UZH-Logo

The mysterious appearance of enterococci in filled root canals


Zehnder, M; Guggenheim, B (2009). The mysterious appearance of enterococci in filled root canals. International Endodontic Journal, 42(4):277-287.

Abstract

In this narrative review, the potential reasons for the high occurrence of enterococci in filled root canals are explored. The pulpless root canal appears to be a habitat for these bacteria, particularly for Enterococcus faecalis. However, re-surveying the literature in caries research, it can be concluded that, contrary to earlier belief, enterococci are rare if ever found at the advancing front of dentinal lesions. The same is the case for true primary endodontic infections, but some uncertainty remains, because the coronal seal and the history of teeth harbouring enterococci have rarely been accurately investigated. Furthermore, from longitudinal studies with a known infection at the initiation of treatment, which was carried out under controlled asepsis, it is questionable whether enterococci are as difficult to eliminate from the canal system as is commonly held. A more likely explanation for the high occurrence of enterococci in filled root canals is that they enter after treatment, but from which source? The intriguing finding in this context is that enterococci do not appear to be colonizers of the oral cavity. They are merely transient oral bacteria, unless there is a predilection site such as the unsealed necrotic or filled root canal. The origin of this infection is most likely food. Using the example of enterococci in filled root canals, this paper highlights the possible importance of transient microorganisms in the oral cavity and changes in a microenvironment that can create favourable conditions for infection.

In this narrative review, the potential reasons for the high occurrence of enterococci in filled root canals are explored. The pulpless root canal appears to be a habitat for these bacteria, particularly for Enterococcus faecalis. However, re-surveying the literature in caries research, it can be concluded that, contrary to earlier belief, enterococci are rare if ever found at the advancing front of dentinal lesions. The same is the case for true primary endodontic infections, but some uncertainty remains, because the coronal seal and the history of teeth harbouring enterococci have rarely been accurately investigated. Furthermore, from longitudinal studies with a known infection at the initiation of treatment, which was carried out under controlled asepsis, it is questionable whether enterococci are as difficult to eliminate from the canal system as is commonly held. A more likely explanation for the high occurrence of enterococci in filled root canals is that they enter after treatment, but from which source? The intriguing finding in this context is that enterococci do not appear to be colonizers of the oral cavity. They are merely transient oral bacteria, unless there is a predilection site such as the unsealed necrotic or filled root canal. The origin of this infection is most likely food. Using the example of enterococci in filled root canals, this paper highlights the possible importance of transient microorganisms in the oral cavity and changes in a microenvironment that can create favourable conditions for infection.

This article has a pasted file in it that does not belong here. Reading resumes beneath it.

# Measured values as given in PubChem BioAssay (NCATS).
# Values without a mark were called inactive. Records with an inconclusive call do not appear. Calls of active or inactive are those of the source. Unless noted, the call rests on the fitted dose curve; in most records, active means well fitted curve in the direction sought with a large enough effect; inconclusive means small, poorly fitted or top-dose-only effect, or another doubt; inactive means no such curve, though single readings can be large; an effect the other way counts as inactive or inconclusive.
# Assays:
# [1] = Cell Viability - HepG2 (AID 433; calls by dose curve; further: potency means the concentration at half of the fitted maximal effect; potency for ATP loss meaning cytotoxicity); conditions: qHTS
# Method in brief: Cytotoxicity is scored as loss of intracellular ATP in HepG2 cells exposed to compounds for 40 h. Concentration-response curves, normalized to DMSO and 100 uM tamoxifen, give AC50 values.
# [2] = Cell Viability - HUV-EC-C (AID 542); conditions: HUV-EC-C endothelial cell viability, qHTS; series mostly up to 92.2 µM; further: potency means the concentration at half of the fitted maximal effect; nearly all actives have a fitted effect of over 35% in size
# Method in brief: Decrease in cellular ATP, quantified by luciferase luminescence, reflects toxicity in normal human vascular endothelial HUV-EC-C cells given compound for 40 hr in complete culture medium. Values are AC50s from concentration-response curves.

Citations

31 citations in Web of Science®
37 citations in Scopus®
Google Scholar™

Altmetrics

Downloads

205 downloads since deposited on 21 Jul 2009
19 downloads since 12 months
Detailed statistics

Additional indexing

Item Type:Journal Article, refereed, further contribution
Communities & Collections:04 Faculty of Medicine > Center for Dental Medicine > Clinic for Preventive Dentistry, Periodontology and Cariology
04 Faculty of Medicine > Center for Dental Medicine > Institute of Oral Biology
Dewey Decimal Classification:610 Medicine & health
Language:English
Date:April 2009
Deposited On:21 Jul 2009 14:53
Last Modified:05 Apr 2016 13:18
Publisher:Wiley-Blackwell
ISSN:0143-2885
Additional Information:The definitive version is available at www.blackwell-synergy.com
Publisher DOI:10.1111/j.1365-2591.2008.01537.x
PubMed ID:19220511
Permanent URL: http://doi.org/10.5167/uzh-19772

Download

[img]
Filetype: PDF - Registered users only
Size: 1MB
View at publisher
[img]
Preview
Content: Accepted Version
Filetype: PDF
Size: 1MB

TrendTerms

TrendTerms displays relevant terms of the abstract of this publication and related documents on a map. The terms and their relations were extracted from ZORA using word statistics. Their timelines are taken from ZORA as well. The bubble size of a term is proportional to the number of documents where the term occurs. Red, orange, yellow and green colors are used for terms that occur in the current document; red indicates high interlinkedness of a term with other terms, orange, yellow and green decreasing interlinkedness. Blue is used for terms that have a relation with the terms in this document, but occur in other documents.
You can navigate and zoom the map. Mouse-hovering a term displays its timeline, clicking it yields the associated documents.

Author Collaborations